What can be done about it? Back in February, a group known as the Convergence Center for Policy Resolutions released a set of recommendations for long-term care financing reform. The framework was developed over the last three years by a group of policy experts and senior-level decision makers representing a “wide range of interests and ideological views,” known as the Long-Term Care Financing Collaborative. Members of the group include Howard Gleckman of the Urban Institute, Jennie Chin Hansen, immediate-past CEO of the American Geriatrics Society, and Gail Wilensky of Project HOPE. Here are some of their recommendations:

  • A universal catastrophic insurance program aimed at providing financial support to those with high levels of care needs over a long period of time.
  • Private sector initiatives and public policies that will revitalize the long-term care insurance market to help address non-catastrophic LTSS risk.
  • Efforts to encourage retirement savings and develop more efficient and innovative use of home equity to assist middle- and upper-income families finance LTSS needs for those risks that are not covered by catastrophic insurance benefits.
  • A modernized Medicaid LTSS safety net for those with limited lifetime incomes who are not able to save for these care needs, as well as for those who deplete their assets paying for medical and long-term care costs, including more flexible public programs that can deliver care in the setting most appropriate to the needs of individuals.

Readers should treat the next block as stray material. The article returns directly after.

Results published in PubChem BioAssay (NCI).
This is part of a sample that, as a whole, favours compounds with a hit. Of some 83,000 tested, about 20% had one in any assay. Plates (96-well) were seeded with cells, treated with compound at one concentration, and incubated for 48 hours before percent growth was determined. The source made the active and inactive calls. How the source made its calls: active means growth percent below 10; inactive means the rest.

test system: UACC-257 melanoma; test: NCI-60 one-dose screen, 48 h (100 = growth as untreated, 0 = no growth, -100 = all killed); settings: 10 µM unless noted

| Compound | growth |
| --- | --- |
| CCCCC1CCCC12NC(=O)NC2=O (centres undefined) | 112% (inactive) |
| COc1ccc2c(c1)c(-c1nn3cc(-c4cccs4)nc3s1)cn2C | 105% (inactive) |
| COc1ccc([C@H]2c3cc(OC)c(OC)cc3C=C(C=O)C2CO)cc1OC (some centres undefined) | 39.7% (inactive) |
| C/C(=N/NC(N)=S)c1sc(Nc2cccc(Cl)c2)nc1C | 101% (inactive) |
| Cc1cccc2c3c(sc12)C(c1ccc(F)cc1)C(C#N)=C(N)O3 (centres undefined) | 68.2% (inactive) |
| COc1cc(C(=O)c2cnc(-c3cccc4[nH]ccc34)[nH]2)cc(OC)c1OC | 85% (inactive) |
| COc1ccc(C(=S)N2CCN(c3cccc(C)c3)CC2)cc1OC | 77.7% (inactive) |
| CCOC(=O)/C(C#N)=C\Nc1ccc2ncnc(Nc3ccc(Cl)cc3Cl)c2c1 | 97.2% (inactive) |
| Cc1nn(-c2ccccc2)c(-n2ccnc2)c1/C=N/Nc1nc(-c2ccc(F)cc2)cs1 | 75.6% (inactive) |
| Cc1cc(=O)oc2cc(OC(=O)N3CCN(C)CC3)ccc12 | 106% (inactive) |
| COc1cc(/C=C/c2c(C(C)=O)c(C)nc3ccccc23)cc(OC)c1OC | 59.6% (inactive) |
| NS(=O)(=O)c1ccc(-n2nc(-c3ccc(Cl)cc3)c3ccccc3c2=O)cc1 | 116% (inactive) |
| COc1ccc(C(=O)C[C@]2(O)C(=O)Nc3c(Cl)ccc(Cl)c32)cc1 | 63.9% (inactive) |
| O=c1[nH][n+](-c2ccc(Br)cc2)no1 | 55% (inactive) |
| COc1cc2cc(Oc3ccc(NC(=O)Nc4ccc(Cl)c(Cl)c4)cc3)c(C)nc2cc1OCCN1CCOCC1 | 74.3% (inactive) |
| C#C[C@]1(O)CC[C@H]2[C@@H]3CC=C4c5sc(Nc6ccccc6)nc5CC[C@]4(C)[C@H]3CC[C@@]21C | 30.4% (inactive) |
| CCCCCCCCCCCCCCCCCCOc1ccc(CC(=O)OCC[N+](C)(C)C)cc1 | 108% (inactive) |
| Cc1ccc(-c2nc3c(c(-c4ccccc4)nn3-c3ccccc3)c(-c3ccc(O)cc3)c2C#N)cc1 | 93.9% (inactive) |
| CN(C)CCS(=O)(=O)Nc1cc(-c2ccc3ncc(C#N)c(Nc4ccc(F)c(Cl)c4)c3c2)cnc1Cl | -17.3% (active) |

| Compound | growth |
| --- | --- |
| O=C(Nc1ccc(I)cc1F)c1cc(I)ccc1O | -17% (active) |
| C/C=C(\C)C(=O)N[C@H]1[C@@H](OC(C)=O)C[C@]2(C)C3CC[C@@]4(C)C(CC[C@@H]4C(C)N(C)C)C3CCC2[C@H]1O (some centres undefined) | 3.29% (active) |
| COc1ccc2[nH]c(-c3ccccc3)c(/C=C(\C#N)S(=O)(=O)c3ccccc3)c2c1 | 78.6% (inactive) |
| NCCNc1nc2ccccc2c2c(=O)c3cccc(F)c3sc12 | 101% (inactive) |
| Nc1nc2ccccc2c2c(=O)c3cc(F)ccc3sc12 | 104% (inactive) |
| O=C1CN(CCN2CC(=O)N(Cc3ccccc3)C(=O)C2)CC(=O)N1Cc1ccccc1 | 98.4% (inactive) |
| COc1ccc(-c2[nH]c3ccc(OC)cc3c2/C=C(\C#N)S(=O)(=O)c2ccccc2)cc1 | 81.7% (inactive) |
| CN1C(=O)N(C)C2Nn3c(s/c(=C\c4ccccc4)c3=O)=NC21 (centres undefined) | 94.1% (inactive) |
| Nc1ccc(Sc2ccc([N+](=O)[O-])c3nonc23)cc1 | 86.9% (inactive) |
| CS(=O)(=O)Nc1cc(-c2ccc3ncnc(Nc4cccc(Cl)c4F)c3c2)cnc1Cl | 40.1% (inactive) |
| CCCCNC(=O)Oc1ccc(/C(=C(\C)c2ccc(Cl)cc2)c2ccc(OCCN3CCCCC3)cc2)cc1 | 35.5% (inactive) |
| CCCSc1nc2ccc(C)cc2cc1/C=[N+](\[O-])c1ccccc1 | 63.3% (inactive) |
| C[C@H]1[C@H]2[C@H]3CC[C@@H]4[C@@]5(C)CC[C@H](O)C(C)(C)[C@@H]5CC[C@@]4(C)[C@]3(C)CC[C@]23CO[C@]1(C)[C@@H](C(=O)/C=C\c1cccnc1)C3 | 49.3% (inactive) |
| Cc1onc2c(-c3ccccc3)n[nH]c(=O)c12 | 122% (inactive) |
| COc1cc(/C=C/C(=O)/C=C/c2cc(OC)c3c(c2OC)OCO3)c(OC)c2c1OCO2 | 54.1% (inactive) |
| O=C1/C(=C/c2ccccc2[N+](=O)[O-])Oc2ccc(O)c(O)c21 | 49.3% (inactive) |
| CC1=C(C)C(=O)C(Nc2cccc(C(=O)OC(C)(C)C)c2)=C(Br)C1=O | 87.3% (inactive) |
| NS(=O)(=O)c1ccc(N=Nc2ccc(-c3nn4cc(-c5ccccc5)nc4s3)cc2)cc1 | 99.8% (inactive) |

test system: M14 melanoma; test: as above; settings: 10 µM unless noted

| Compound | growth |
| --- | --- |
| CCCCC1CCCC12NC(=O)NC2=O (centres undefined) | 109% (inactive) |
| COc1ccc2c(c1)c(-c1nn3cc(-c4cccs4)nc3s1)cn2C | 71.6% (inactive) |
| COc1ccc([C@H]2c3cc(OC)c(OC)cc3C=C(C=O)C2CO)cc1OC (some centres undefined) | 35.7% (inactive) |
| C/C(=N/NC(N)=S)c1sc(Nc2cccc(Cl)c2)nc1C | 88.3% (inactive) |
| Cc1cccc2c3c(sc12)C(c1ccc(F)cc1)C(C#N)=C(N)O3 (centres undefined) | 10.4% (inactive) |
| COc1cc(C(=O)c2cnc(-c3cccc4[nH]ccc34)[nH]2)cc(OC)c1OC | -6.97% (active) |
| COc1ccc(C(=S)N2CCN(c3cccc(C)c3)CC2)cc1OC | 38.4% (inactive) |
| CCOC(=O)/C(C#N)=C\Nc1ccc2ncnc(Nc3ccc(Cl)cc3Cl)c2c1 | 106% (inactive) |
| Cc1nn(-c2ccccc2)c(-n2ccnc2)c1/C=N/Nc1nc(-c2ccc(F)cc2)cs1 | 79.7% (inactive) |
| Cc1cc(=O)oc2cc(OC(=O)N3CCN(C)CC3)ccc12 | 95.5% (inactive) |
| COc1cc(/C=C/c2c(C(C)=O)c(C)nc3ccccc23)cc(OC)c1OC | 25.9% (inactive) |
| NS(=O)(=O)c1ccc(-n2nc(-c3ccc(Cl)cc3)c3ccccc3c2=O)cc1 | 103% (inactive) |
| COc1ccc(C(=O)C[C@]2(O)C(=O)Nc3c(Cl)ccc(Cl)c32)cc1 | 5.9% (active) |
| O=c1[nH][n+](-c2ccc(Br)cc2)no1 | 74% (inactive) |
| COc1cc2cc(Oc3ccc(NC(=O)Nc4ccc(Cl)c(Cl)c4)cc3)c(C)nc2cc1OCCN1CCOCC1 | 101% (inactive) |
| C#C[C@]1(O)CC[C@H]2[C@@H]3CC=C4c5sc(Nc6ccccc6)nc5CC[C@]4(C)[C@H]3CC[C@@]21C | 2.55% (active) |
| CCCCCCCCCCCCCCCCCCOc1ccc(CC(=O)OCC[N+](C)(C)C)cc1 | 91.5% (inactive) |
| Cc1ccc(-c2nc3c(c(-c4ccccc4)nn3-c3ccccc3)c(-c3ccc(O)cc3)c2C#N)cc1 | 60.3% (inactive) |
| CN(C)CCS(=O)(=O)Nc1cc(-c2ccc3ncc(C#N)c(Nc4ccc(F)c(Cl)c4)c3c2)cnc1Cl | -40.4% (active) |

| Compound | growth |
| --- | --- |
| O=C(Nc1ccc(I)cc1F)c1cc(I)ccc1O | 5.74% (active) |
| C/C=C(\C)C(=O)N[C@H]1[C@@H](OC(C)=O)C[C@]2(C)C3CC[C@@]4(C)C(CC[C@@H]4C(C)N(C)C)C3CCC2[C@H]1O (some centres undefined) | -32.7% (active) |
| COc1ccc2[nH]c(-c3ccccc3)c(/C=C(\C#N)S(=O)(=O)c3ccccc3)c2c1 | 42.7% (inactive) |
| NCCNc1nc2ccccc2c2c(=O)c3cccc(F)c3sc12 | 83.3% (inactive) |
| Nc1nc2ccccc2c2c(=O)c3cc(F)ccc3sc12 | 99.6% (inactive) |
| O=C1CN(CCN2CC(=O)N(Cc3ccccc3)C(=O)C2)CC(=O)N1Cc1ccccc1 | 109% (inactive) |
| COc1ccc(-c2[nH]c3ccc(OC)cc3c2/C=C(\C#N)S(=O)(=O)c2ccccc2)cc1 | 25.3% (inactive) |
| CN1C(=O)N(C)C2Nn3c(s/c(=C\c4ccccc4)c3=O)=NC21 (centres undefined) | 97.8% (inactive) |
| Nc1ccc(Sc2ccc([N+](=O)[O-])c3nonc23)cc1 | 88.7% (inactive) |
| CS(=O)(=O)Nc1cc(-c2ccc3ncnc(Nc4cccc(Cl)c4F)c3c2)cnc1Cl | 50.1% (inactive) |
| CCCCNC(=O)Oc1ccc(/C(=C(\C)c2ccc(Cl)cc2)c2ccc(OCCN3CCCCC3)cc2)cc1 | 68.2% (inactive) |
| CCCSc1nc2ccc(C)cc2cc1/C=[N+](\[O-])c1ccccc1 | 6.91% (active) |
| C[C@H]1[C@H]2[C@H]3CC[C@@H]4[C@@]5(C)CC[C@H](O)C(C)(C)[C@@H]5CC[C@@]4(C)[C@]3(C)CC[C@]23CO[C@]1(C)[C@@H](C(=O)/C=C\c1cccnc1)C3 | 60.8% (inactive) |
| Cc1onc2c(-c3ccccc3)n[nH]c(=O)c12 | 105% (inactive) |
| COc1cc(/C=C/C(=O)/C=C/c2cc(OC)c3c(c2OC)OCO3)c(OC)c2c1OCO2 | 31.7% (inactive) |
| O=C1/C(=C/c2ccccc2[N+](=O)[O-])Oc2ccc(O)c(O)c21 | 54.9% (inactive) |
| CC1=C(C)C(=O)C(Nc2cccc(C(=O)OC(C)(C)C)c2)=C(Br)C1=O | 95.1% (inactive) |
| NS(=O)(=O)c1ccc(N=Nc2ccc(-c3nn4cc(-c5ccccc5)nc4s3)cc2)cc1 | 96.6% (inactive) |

• Stronger support for families and communities that are the bedrock for people receiving care at home.
  • Better integration of medical treatment and personal assistance.

Although the group acknowledged that many details are yet to be worked out and many questions remain unanswered regarding LTSS financing, they call for more research and “better support stakeholder agreement and informed policy making.”

Not surprisingly, support for policies to help caregivers face the costs of providing long-term care is widespread. Seventy-two percent of those surveyed for the NORC study said they support state programs to provide paid family leave, 83 percent support tax breaks for caregivers, and 73 percent support a Social Security earnings credit for caregivers taking time out from the workforce to provide care.

Just as the cost of college tuition looms for many of us 40-plus Americans, so too does the specter of shelling out thousounds for long-term care. This cohort needs to be educated about what kind of care they will need as they grow older and the reality of how much it will cost.

As these issues are worked through over the coming months (and years), it is wise to look for opportunities for your organization to inform the conversation. Explore solutions you might offer to meet the needs of a cohort with widely varying levels of need, extremely high expectations … and limited resources.

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Topics: Senior care, home care, long term care, senior living, assisted living